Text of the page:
Our walk requires leaps of faith.  The great news is that, unlike Felix, we can be certain that the dive will be a perfect success.  Jump off.

Don’t make me push you.

To infinity, and BEYOOOOOOOND!

Exposed Hearts

Our worlds have all changed in the last 7 days.  Now, when I go to drop off and pick up Kiara from preschool, I have to ring a bell and get buzzed in.  I love it.

One week ago, our nation was rocked by the news of the massacre at Sandy Hook.  To be honest, that first day, I saw the headlines and decided not to read any more.  It was just too much to take in.  What happened was beyond description.  A heart-wrenching tragedy.  Afterwards, however, I found myself thinking a lot about the way we respond to news like this.  Children die and are killed all over the world, all the time.  As of October, nearly 2,000 Syrian children had been killed in uprisings there alone.  Why is it, then, that the collective consciousness of our world, and our nation in particular, was so deeply moved by this incident in particular?  Gun control?  Mental health?  Good vs. evil?  Video games?  Maybe.

I think, though, that the more comprehensive answer is FEAR.  Think about the Facebook posts you see at the beginning of each school year about moms crying and stressing and dreading taking their babies to school.  We do it because we know it’s good for them, but as the saying goes, “having a child is like having your heart walking around outside of your body.”  Parenting is a balance of intense love and intense worry about lack of control, which is rooted in fear.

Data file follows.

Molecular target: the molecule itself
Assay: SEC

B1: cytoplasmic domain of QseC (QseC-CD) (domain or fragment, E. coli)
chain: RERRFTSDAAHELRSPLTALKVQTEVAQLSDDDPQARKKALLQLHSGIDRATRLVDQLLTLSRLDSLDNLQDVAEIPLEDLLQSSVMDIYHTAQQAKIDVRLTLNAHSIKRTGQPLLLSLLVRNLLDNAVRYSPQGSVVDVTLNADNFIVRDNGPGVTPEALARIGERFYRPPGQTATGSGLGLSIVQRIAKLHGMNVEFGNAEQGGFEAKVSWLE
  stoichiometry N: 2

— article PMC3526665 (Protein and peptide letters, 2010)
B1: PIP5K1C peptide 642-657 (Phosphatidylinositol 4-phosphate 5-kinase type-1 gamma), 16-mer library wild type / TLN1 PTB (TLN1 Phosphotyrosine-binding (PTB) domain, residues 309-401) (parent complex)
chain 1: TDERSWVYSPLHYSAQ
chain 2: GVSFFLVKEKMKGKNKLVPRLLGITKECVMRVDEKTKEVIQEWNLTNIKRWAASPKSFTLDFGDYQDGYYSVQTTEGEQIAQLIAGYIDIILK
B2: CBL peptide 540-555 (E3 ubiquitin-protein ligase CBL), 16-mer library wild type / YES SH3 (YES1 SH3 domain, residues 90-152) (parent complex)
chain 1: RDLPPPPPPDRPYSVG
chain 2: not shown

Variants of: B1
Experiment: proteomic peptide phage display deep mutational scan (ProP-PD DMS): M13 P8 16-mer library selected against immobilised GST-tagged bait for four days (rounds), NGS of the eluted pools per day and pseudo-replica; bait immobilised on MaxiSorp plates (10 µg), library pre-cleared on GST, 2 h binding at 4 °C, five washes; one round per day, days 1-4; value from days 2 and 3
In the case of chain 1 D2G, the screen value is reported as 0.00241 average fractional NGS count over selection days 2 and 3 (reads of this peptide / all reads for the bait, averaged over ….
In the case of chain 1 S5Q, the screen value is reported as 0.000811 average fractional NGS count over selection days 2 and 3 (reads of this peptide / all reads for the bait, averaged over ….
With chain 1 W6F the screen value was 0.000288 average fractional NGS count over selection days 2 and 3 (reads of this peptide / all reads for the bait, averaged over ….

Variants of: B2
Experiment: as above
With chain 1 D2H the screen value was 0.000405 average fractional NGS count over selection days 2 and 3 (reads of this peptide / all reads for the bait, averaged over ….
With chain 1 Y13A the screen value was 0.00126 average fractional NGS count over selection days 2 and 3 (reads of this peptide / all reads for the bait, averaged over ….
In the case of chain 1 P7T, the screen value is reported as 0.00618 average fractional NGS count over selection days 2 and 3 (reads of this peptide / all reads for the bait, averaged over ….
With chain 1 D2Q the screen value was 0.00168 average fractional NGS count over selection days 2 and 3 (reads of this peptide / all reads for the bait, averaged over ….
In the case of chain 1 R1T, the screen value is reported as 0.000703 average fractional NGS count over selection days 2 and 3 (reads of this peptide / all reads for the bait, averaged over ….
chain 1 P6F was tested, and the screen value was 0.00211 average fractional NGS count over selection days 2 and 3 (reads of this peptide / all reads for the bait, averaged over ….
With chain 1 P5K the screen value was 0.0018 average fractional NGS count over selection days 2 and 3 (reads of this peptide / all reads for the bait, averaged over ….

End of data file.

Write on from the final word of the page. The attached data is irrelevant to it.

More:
When those precious babies went to glory last week, our hearts resonated with the parents who lost them like a perfect pitch to a tuning fork.  It’s one of the hardest things a mommy has to do– entrusting the care of her child, who no one loves more, to another.  It’s against our nature.  It’s why Solomon knew who the baby’s real mother was (1 Kings 3:16-28).  Every mom’s worst nightmare is that something would happen to her child.  And we have to put our trust in a crumbling system in a fallen world and pray for the best (all of you homeschooling moms right now are saying…..NOT US! Haha.)

The good news is, as believers, we have nothing to fear.  We can move forward boldly in what God has designed for our children, knowing full well that He works out everything for our, and their, good (Rom 8:28).  Placing Him at the center of our lives and releasing our fear over our children can be a difficult thing to do.  As believing parents, our prayers have to transform from “please, don’t let anything bad ever happen to my baby” to “please work in my child’s life in the way that brings you the most glory and my child the most good.”  That transformation comes from faith, and faith is not something we have to muster up ourselves.  Faith is a gift from God (Ephesians 2:8-9) that comes from hearing the Word of Christ(Romans 10:17).  Lose yourself in Him, dear mommies, and sleep peacefully tonight knowing that we serve a very, very good God.